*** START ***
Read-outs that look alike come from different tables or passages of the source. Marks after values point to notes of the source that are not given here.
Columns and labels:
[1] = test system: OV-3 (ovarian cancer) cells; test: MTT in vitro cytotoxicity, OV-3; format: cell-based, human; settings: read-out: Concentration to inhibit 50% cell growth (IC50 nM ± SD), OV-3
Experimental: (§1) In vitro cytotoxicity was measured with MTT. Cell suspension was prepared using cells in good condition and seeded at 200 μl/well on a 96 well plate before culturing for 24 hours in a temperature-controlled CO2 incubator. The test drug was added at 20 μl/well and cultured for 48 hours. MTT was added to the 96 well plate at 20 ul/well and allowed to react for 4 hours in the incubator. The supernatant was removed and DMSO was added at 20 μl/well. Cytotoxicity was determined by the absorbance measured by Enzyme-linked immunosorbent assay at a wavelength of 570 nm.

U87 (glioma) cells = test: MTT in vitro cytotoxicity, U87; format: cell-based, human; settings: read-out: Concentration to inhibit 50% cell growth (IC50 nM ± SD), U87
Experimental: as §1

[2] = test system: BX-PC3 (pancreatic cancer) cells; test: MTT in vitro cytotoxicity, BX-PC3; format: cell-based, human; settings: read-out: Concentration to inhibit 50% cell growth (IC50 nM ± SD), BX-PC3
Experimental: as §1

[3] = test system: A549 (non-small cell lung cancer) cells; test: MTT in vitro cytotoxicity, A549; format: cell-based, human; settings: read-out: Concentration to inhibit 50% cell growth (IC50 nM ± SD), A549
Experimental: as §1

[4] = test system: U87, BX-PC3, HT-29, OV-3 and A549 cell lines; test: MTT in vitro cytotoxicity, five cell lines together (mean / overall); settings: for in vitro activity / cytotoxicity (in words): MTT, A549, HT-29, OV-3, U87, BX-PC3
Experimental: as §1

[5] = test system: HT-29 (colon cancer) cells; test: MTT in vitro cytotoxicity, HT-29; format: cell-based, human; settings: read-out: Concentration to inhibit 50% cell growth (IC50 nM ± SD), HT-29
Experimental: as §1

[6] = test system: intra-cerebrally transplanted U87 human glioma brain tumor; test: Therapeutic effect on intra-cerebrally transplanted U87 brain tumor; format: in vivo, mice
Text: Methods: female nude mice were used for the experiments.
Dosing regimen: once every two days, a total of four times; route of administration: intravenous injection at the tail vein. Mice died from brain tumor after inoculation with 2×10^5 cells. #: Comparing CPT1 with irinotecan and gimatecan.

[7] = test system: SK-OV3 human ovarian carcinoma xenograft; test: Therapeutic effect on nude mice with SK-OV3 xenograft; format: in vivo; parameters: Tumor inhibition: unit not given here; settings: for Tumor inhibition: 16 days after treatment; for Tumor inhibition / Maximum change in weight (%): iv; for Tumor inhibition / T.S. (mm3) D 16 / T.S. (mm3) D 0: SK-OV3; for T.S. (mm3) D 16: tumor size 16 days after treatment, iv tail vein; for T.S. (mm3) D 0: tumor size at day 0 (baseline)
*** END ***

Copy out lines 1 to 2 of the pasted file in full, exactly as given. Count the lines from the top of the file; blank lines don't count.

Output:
Read-outs that look alike come from different tables or passages of the source. Marks after values point to notes of the source that are not given here.
Columns and labels: